Laimos, who spells his name differently in English to his Lemos relatives, has entered the shipping sector from the private-investment industry, where he specialised in exchange-traded funds for the past 15 years. Laimos says the investors that have committed capital to FCP I are clients for whom he has been managing funds for many years. The majority of his clients are European investors, with only a few Greek.
FCP I has been set up as a closed-end investment fund with a seven-year term for return of investment with an extra three-year option but Laimos is unwilling to reveal details such as the rate of return.
The fund has opted to build up a core fleet of at least five to seven bulkers of over 70,000 dwt because they are steady earners, he says. The company then plans to diversify into other bulker segments in due course.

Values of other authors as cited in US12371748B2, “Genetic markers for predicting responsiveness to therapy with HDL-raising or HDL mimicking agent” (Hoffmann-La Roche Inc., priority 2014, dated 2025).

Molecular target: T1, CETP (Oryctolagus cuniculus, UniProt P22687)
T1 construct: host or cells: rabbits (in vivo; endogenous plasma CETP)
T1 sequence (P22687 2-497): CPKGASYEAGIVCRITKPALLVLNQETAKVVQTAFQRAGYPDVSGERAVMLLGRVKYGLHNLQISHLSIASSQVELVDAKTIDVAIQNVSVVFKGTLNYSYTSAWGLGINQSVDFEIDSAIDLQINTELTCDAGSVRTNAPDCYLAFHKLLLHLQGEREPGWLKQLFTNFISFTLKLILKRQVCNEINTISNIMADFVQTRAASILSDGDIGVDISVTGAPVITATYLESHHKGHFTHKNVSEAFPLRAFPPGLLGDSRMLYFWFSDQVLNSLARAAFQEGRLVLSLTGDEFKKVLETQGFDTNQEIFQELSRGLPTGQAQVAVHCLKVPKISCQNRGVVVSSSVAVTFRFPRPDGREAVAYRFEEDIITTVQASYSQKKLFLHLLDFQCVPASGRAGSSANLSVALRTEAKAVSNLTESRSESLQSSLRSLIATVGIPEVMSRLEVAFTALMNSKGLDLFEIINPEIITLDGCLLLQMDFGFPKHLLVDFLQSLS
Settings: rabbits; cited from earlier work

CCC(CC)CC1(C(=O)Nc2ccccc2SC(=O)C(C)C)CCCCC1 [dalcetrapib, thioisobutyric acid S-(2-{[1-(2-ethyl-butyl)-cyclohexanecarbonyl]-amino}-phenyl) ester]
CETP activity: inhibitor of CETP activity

A number of deals are on but bulker prices still remain high, says Laimos. He believes that prices and charter rates are set to fall over the next year. The company has positioned itself to be able to buy during this time and plans to split its fleet work between the spot and long-term charter markets to take advantage of the upside, which Laimos believes will come after the slump.
"If you lock yourself in a long-term time charter now, you will be laughing for the next year but you will cry the year after," he said.
The company has already taken UK brokerage Wigham-Richardson on board as its exclusive broker to handle acquisitions and chartering requirements. Laimos says FCP I will not discount buying out whole fleets but it was not set up as a vulture fund with the purpose of targeting distressed sales.